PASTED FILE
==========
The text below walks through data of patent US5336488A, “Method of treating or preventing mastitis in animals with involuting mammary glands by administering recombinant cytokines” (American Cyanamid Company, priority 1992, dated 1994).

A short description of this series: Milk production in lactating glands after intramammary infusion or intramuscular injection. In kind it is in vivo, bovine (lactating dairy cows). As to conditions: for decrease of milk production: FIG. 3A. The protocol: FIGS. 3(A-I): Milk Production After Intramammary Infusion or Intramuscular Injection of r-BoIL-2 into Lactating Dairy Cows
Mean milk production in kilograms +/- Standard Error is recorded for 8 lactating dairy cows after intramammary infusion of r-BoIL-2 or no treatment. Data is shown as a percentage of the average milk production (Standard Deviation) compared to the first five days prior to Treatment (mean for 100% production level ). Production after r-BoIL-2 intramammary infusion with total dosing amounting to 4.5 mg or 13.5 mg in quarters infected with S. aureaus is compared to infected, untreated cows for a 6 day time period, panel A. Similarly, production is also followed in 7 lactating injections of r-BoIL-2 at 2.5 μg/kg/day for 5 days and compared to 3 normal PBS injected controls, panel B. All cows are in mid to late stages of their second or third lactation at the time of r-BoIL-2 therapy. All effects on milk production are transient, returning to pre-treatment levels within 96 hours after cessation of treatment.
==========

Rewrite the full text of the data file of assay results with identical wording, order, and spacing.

The text below walks through data of patent US5336488A, “Method of treating or preventing mastitis in animals with involuting mammary glands by administering recombinant cytokines” (American Cyanamid Company, priority 1992, dated 1994).

A short description of this series: Milk production in lactating glands after intramammary infusion or intramuscular injection. In kind it is in vivo, bovine (lactating dairy cows). As to conditions: for decrease of milk production: FIG. 3A. The protocol: FIGS. 3(A-I): Milk Production After Intramammary Infusion or Intramuscular Injection of r-BoIL-2 into Lactating Dairy Cows
Mean milk production in kilograms +/- Standard Error is recorded for 8 lactating dairy cows after intramammary infusion of r-BoIL-2 or no treatment. Data is shown as a percentage of the average milk production (Standard Deviation) compared to the first five days prior to Treatment (mean for 100% production level ). Production after r-BoIL-2 intramammary infusion with total dosing amounting to 4.5 mg or 13.5 mg in quarters infected with S. aureaus is compared to infected, untreated cows for a 6 day time period, panel A. Similarly, production is also followed in 7 lactating injections of r-BoIL-2 at 2.5 μg/kg/day for 5 days and compared to 3 normal PBS injected controls, panel B. All cows are in mid to late stages of their second or third lactation at the time of r-BoIL-2 therapy. All effects on milk production are transient, returning to pre-treatment levels within 96 hours after cessation of treatment.